Every year I like to count the number of houses on the AIA Minnesota Homes by Architects tour that were designed in ArchiCAD. This year my back of the envelope calculation says 5 out of 16. That’s essentially 1/3. Not bad. Here are the projects that I’m pretty sure where designed in ArchiCAD: #5, #7, #11, #14, & #16. Also I’ll give half points to two others… one was designed by a firm that has since adopted ArchiCAD (yeah!), and another was designed by someone who is learning ArchiCAD, but still does his small projects by hand (no comment).
If you’re in Minnesota the weekend of September 22nd and 23rd, check out some awesome architect designed homes. This will be the first year I haven’t worked at one of the homes during the tour… so I’ll have the whole weekend to visit the houses. Which is great, although a little weird for me. I DID do some work on one of the projects though (#16), so I’ll give myself a quarter point (it was just a few days of helping a coworker during Crunchtime). Sadly, I don’t think these points I’m giving out right now are redeemable for anything. Whatever…
Go check out some awesome homes (and yes I’m including all the homes, not just the ones that were enhanced with the use of ArchiCAD). You can learn more and buy tickets for the AIA Minnesota Homes by Architects here.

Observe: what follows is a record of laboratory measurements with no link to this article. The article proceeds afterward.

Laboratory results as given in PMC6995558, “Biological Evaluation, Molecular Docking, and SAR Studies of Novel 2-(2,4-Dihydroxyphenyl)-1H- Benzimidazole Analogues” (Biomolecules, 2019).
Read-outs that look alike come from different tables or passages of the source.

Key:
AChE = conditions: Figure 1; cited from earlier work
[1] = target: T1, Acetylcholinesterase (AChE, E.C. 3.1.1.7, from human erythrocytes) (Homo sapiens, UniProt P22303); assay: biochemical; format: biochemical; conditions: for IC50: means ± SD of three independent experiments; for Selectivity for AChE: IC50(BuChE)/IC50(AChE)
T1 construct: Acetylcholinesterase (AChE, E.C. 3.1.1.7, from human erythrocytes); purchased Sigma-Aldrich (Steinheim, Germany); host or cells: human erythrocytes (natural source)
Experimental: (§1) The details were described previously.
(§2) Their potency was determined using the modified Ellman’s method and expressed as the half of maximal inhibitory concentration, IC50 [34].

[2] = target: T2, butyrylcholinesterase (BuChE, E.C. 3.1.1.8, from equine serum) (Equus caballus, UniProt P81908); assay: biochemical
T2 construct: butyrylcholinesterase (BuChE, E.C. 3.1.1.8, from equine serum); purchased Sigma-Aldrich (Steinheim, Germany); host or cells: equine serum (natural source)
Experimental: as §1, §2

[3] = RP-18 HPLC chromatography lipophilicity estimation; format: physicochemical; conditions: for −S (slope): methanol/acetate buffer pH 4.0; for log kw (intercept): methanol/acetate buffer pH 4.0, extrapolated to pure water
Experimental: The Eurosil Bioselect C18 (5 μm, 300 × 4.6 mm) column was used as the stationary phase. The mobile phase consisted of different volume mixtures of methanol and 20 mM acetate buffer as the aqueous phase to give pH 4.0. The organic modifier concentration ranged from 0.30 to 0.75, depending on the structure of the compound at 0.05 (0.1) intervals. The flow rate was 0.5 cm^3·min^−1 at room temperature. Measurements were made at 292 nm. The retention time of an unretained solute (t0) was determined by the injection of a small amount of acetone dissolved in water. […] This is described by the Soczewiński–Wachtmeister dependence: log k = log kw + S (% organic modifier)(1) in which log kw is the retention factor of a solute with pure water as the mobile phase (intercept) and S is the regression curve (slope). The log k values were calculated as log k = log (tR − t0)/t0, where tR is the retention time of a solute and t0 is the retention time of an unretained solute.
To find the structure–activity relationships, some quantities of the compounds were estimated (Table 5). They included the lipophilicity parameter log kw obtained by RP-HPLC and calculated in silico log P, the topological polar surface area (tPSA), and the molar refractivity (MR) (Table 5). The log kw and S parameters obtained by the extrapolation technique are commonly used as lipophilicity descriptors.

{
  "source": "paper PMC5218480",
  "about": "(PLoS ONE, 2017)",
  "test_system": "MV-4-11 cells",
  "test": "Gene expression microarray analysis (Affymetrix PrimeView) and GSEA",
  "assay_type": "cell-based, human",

In 2011, I believe 4 out of 12 homes were designed in ArchiCAD. Not bad. In 2010 it was only 3 out of 13. Not as good. But hey, that’s progress, right? Furthermore, I’m not sure that any of the other homes this year (or in previous years) were designed using a different BIM software. Which is unfortunate. Residential designers really need to get with the picture and join the world of BIM. Hopefully the ArchiCAD percentage will be even higher in 2013 and 2014; signs already point to yes. And let’s all work towards getting the BIM percentage, regardless of software package, to the 100% mark. Not aiming for that goal is a sure route to obsolescence.
UPDATE September 4th, 2012:
Learn more about #16 and see some great images in this Star Tribune article. I’ve got to say, I remember looking at most of these views in the model and the project as built is spot on with what was designed.